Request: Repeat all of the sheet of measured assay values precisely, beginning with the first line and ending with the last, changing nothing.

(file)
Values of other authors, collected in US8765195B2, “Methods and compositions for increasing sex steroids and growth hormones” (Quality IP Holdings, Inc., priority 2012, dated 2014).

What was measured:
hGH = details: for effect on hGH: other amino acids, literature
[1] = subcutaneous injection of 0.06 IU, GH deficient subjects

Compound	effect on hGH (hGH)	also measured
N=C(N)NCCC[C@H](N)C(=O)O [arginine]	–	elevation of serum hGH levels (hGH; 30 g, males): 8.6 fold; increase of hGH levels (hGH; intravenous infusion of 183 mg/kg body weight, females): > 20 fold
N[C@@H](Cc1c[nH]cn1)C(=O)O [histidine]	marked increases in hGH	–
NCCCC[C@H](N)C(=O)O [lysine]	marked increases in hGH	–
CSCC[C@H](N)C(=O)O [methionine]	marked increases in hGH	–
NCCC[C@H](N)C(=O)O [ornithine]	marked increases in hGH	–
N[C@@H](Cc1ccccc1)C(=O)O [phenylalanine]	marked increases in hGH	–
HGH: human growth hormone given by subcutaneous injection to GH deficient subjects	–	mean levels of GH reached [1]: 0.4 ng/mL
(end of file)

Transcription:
Values of other authors, collected in US8765195B2, “Methods and compositions for increasing sex steroids and growth hormones” (Quality IP Holdings, Inc., priority 2012, dated 2014).

What was measured:
hGH = details: for effect on hGH: other amino acids, literature
[1] = subcutaneous injection of 0.06 IU, GH deficient subjects

Compound	effect on hGH (hGH)	also measured
N=C(N)NCCC[C@H](N)C(=O)O [arginine]	–	elevation of serum hGH levels (hGH; 30 g, males): 8.6 fold; increase of hGH levels (hGH; intravenous infusion of 183 mg/kg body weight, females): > 20 fold
N[C@@H](Cc1c[nH]cn1)C(=O)O [histidine]	marked increases in hGH	–
NCCCC[C@H](N)C(=O)O [lysine]	marked increases in hGH	–
CSCC[C@H](N)C(=O)O [methionine]	marked increases in hGH	–
NCCC[C@H](N)C(=O)O [ornithine]	marked increases in hGH	–
N[C@@H](Cc1ccccc1)C(=O)O [phenylalanine]	marked increases in hGH	–
HGH: human growth hormone given by subcutaneous injection to GH deficient subjects	–	mean levels of GH reached [1]: 0.4 ng/mL